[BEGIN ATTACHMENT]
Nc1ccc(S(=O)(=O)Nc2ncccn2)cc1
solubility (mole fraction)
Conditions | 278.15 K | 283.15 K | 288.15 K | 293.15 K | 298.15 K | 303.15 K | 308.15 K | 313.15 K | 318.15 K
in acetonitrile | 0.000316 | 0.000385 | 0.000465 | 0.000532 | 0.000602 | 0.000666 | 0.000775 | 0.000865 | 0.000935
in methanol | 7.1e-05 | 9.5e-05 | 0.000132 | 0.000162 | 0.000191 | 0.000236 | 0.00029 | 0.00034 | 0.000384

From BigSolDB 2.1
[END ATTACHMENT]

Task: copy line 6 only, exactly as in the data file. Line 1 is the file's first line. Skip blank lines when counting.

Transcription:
From BigSolDB 2.1